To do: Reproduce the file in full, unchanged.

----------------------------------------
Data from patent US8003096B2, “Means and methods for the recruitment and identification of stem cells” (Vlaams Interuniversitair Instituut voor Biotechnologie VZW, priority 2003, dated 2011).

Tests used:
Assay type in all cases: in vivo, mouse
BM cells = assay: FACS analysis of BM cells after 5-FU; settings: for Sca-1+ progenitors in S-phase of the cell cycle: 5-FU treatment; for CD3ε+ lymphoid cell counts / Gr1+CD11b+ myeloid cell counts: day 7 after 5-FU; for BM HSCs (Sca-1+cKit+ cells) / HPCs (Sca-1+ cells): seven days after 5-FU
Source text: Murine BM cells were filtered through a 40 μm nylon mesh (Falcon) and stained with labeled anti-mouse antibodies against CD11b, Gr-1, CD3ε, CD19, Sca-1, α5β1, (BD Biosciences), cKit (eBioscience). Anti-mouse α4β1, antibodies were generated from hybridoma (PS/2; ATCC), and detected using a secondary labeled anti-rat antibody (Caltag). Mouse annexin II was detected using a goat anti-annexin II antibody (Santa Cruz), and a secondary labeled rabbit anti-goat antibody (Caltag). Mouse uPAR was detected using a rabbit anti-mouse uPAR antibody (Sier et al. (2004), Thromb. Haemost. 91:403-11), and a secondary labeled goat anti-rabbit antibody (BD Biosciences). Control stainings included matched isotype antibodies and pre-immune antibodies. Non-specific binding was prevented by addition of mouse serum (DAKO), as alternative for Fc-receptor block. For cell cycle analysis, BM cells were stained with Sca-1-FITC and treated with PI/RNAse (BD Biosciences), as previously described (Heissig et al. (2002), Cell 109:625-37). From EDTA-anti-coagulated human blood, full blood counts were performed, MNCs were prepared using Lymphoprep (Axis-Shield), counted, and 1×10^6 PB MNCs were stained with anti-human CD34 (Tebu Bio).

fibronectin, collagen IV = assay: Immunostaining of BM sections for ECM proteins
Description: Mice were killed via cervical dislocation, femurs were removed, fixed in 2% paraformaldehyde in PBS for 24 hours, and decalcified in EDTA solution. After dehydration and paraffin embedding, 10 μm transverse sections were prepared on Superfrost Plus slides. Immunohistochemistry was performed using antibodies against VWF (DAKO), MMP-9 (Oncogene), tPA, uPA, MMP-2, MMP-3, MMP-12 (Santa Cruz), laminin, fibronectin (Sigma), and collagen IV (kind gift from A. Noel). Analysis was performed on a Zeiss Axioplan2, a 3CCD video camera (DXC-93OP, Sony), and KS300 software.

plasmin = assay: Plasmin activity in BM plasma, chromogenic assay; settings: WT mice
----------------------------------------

Data from patent US8003096B2, “Means and methods for the recruitment and identification of stem cells” (Vlaams Interuniversitair Instituut voor Biotechnologie VZW, priority 2003, dated 2011).

Tests used:
Assay type in all cases: in vivo, mouse
BM cells = assay: FACS analysis of BM cells after 5-FU; settings: for Sca-1+ progenitors in S-phase of the cell cycle: 5-FU treatment; for CD3ε+ lymphoid cell counts / Gr1+CD11b+ myeloid cell counts: day 7 after 5-FU; for BM HSCs (Sca-1+cKit+ cells) / HPCs (Sca-1+ cells): seven days after 5-FU
Source text: Murine BM cells were filtered through a 40 μm nylon mesh (Falcon) and stained with labeled anti-mouse antibodies against CD11b, Gr-1, CD3ε, CD19, Sca-1, α5β1, (BD Biosciences), cKit (eBioscience). Anti-mouse α4β1, antibodies were generated from hybridoma (PS/2; ATCC), and detected using a secondary labeled anti-rat antibody (Caltag). Mouse annexin II was detected using a goat anti-annexin II antibody (Santa Cruz), and a secondary labeled rabbit anti-goat antibody (Caltag). Mouse uPAR was detected using a rabbit anti-mouse uPAR antibody (Sier et al. (2004), Thromb. Haemost. 91:403-11), and a secondary labeled goat anti-rabbit antibody (BD Biosciences). Control stainings included matched isotype antibodies and pre-immune antibodies. Non-specific binding was prevented by addition of mouse serum (DAKO), as alternative for Fc-receptor block. For cell cycle analysis, BM cells were stained with Sca-1-FITC and treated with PI/RNAse (BD Biosciences), as previously described (Heissig et al. (2002), Cell 109:625-37). From EDTA-anti-coagulated human blood, full blood counts were performed, MNCs were prepared using Lymphoprep (Axis-Shield), counted, and 1×10^6 PB MNCs were stained with anti-human CD34 (Tebu Bio).

fibronectin, collagen IV = assay: Immunostaining of BM sections for ECM proteins
Description: Mice were killed via cervical dislocation, femurs were removed, fixed in 2% paraformaldehyde in PBS for 24 hours, and decalcified in EDTA solution. After dehydration and paraffin embedding, 10 μm transverse sections were prepared on Superfrost Plus slides. Immunohistochemistry was performed using antibodies against VWF (DAKO), MMP-9 (Oncogene), tPA, uPA, MMP-2, MMP-3, MMP-12 (Santa Cruz), laminin, fibronectin (Sigma), and collagen IV (kind gift from A. Noel). Analysis was performed on a Zeiss Axioplan2, a 3CCD video camera (DXC-93OP, Sony), and KS300 software.

plasmin = assay: Plasmin activity in BM plasma, chromogenic assay; settings: WT mice